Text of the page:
Workplace safety tips for kit building sites

For a kit owner builder, these workplace safety tips will keep the kit building site free of hazards, and low on risk. The term ‘Workplace Health and Safety’ is an area concerned with protecting the safety, health and welfare of people engaged in work or employment.

The goal of the building worksite is to foster a safe work environment for yourself, co-workers, family members, inspectors, suppliers and tradespeople entering the workplace environment. All of whom can injure themselves on the site. Before we get into the workplace safety tips, lets ask some questions and check the facts.

Why worry about WHS?

If I got injured I stopped work, my time plan was shot, the missus was furious, I was off-site, and took time to heal. If someone else was injured...big problem. PL insurance is good to a point and most people accept responsibility for being a klutz, but some people get nasty when it’s not their fault. The fact is, people have the right to a safe workplace, end of story.

Workplace hazards

Workplace safety facts

One of the big risks on building sites is fatigue. Fatigued workers:
• react more slowly than usual
• fail to respond to things going on around them
• respond incorrectly
• show poor logic and judgement
• are unable to concentrate
• are less motivated and more forgetful
• have a greater tendency for taking risks

And facts from around the world..

  • Each day, an average of 6,000 people die as a result of work-related accidents or diseases, totaling more than 2.2 million work-related deaths a year
  • Hazardous substances kill about 438,000 workers annually, and 10% of all skin cancers are estimated to be attributable to workplace exposure to hazardous substances
  • Asbestos alone claims about 100,000 deaths every year and the figure is rising annually
  • Each year there are at least 60,000 fatal accidents on construction sites around the world
  • One in every six fatal accidents at work occurs on a construction site
  • In industrialized countries, as many as 25% to 40% of work-related deaths occur in on construction sites, even though the sector employs only 6% to 10% of the workforce
  • In some countries, it is estimated that 30% of construction workers suffer from back pains or other musculoskeletal disorders

Workplace hazard assessment

Hazard analysis or hazard assessment is a process in which individual hazards of the workplace are identified, assessed and controlled or eliminated as close to the source (location of the hazard) as reasonable and possible. So on a building site there are many potential hazards:

~Mechanical hazards: equipment, tools, falls, trips, entanglement and being struck by objects
~Physical hazards: noise, electricity, heat, cold and vibration
~Biological hazards: bacteria, virus, fungi and mould
~Chemical hazards: fuel, acid, particulates, fumes and fire

Kit builder site hazards

Some of the hazards I encountered on my site included noise from the generator, hammer drill, speed saw and fibro cutter, working at height on ladders, on framing and on roofing, working all day in the sun, getting injured by the equipment I was using, having things fall on me and tripping over nearly everything.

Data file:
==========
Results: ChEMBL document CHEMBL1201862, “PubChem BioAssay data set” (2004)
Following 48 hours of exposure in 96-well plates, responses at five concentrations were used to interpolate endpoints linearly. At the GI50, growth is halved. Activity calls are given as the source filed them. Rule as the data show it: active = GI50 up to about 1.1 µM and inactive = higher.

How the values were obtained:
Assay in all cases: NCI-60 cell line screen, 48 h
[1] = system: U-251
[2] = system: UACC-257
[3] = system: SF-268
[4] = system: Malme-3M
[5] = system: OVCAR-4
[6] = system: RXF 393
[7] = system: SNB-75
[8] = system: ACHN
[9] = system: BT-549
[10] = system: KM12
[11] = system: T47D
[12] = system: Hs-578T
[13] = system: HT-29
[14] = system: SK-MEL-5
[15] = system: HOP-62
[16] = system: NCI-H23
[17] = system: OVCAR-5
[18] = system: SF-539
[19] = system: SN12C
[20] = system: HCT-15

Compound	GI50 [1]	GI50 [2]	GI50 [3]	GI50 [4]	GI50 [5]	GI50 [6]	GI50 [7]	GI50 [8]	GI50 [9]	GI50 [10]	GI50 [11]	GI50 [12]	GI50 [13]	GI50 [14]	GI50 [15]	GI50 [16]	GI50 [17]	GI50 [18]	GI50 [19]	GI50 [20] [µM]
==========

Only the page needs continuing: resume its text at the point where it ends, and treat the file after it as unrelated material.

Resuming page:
Bio-hazard sign

The terminology used in WHS varies, but generally speaking:
A hazard is something that can be eliminated or controlled. A risk is a combination of the probability that a particular uncontrolled hazard can cause harm and the severity of the harm involved. A Risk Assessment should identify the hazards, evaluate the risk and identify and prioritize appropriate control measures.

Definition of risk management

Policies, procedures, and practices involved in identification, analysis, assessment, control, and avoidance, minimization, or elimination of unacceptable risks.

Workplace safety tips to keep your site safe

  1. Plan to and keep your site clear of waste, clutter, chords, off-cuts and general rubbish
  2. Prepare and or build clear paths, entries and ramps to frequently used work areas
  3. Utilise gantries, scaffolding, ropes to anchor points, safety harnesses and guardrails
  4. Use well maintained tools and equipment, discard damaged equipment
  5. Use dust collectors on cutting equipment
  6. Ensure ladder safety by bracing ladder footings and tying off to reduce slippage
  7. Use well known sun safety tips such as wearing a decent hat, using sunscreen and wearing a long sleeved shirt
  8. Use hazard symbols/signs, safety posters and especially bio hazard signs
  9. Wear appropriate safety gear when operating equipment e.g. gloves, masks, prescription safety glasses, ear plugs, face shields, solid boots etc
  10. Have a well equipped first aid kit in an accessible place
  11. Keep a mobile phone handy and put the emergency number on speed-dial
  12. Have fire safety protection equipment on-site: extinguisher and blankets are a minimum

These workplace safety tips may seem obvious, but as a site foreman or woman, you are morally and legally bound to utilise them and do your best to create a site specific safety plan. Remember, frequent hazard assessments and risk assessments will make health occupational safety a standard, and Catchy Slogans will make safety a workplace culture. You can also check out my Sun Safety Tips page or an excellent page on Ladder Safety or return to kit home basics home page

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